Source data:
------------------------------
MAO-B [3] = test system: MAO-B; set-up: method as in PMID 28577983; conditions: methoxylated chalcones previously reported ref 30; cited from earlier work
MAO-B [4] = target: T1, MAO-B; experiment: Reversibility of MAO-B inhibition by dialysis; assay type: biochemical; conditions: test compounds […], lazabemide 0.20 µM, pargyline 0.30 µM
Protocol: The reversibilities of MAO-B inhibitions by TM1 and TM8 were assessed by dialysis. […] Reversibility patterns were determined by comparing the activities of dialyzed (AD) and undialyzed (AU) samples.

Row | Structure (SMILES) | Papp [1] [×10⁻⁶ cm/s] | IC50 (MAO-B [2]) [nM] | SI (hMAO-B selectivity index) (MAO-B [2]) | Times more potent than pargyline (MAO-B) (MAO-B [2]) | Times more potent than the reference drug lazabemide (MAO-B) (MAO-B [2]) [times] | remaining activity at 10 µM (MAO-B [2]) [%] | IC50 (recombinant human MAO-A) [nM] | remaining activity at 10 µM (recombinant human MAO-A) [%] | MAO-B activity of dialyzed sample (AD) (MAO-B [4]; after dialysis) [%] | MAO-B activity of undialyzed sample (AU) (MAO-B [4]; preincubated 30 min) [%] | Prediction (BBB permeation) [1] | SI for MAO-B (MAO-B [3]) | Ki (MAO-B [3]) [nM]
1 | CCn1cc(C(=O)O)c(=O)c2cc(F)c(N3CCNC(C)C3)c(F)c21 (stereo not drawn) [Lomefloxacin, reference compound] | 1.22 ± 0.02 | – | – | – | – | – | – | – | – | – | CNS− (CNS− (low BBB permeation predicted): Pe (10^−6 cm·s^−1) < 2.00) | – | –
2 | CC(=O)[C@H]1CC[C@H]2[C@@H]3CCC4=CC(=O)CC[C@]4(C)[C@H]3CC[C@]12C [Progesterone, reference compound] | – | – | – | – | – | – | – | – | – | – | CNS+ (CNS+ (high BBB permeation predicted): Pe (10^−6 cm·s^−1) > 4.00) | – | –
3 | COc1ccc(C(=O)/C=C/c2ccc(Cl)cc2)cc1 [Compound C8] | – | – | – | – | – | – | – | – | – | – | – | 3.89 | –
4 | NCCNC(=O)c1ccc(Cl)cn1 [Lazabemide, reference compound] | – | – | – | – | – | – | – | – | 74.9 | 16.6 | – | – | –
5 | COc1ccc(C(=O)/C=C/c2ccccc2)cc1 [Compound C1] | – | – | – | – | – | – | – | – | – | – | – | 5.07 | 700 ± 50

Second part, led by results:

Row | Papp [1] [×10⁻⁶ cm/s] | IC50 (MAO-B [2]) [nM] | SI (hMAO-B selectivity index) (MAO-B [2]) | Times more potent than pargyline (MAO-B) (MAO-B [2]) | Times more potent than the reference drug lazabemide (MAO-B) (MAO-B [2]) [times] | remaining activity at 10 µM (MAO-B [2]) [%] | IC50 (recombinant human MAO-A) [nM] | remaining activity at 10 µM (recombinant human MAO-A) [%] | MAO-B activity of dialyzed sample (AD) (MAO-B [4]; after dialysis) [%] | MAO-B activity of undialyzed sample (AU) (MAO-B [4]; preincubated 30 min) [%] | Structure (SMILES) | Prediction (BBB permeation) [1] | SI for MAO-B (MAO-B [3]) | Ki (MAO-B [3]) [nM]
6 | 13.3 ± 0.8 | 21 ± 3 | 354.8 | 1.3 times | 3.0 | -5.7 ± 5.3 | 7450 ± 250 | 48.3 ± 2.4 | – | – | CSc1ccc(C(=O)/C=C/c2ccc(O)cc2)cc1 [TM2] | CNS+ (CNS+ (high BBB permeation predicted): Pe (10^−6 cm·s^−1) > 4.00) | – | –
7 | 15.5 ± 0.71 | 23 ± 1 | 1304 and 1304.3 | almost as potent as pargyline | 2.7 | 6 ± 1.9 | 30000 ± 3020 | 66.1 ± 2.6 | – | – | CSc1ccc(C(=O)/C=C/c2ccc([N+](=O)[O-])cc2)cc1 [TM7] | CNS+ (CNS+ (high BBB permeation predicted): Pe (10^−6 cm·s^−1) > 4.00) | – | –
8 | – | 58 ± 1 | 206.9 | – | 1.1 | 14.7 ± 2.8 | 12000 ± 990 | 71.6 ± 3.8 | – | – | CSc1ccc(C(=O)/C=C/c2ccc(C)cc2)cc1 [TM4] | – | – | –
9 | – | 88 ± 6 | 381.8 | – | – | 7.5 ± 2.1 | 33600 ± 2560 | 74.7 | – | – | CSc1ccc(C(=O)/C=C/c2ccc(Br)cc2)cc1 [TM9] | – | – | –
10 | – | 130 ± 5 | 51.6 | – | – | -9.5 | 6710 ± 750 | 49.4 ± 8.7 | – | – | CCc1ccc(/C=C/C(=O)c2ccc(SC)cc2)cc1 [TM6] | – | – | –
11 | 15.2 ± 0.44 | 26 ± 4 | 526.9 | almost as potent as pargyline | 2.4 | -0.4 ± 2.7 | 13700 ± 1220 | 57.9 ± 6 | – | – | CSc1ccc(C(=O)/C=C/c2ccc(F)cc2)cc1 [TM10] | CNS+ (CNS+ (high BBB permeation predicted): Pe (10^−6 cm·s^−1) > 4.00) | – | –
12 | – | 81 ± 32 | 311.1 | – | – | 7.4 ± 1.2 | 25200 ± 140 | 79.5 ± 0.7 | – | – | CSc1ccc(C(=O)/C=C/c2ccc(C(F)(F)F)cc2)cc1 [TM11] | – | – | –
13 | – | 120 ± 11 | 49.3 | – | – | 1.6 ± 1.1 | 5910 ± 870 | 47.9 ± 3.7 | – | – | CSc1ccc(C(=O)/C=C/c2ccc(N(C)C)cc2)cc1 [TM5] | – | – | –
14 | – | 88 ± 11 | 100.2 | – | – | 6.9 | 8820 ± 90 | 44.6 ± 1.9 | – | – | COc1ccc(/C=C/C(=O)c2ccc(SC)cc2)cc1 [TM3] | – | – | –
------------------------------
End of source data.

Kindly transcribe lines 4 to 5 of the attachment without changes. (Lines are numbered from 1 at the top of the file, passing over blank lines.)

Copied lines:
Row | Structure (SMILES) | Papp [1] [×10⁻⁶ cm/s] | IC50 (MAO-B [2]) [nM] | SI (hMAO-B selectivity index) (MAO-B [2]) | Times more potent than pargyline (MAO-B) (MAO-B [2]) | Times more potent than the reference drug lazabemide (MAO-B) (MAO-B [2]) [times] | remaining activity at 10 µM (MAO-B [2]) [%] | IC50 (recombinant human MAO-A) [nM] | remaining activity at 10 µM (recombinant human MAO-A) [%] | MAO-B activity of dialyzed sample (AD) (MAO-B [4]; after dialysis) [%] | MAO-B activity of undialyzed sample (AU) (MAO-B [4]; preincubated 30 min) [%] | Prediction (BBB permeation) [1] | SI for MAO-B (MAO-B [3]) | Ki (MAO-B [3]) [nM]
1 | CCn1cc(C(=O)O)c(=O)c2cc(F)c(N3CCNC(C)C3)c(F)c21 (stereo not drawn) [Lomefloxacin, reference compound] | 1.22 ± 0.02 | – | – | – | – | – | – | – | – | – | CNS− (CNS− (low BBB permeation predicted): Pe (10^−6 cm·s^−1) < 2.00) | – | –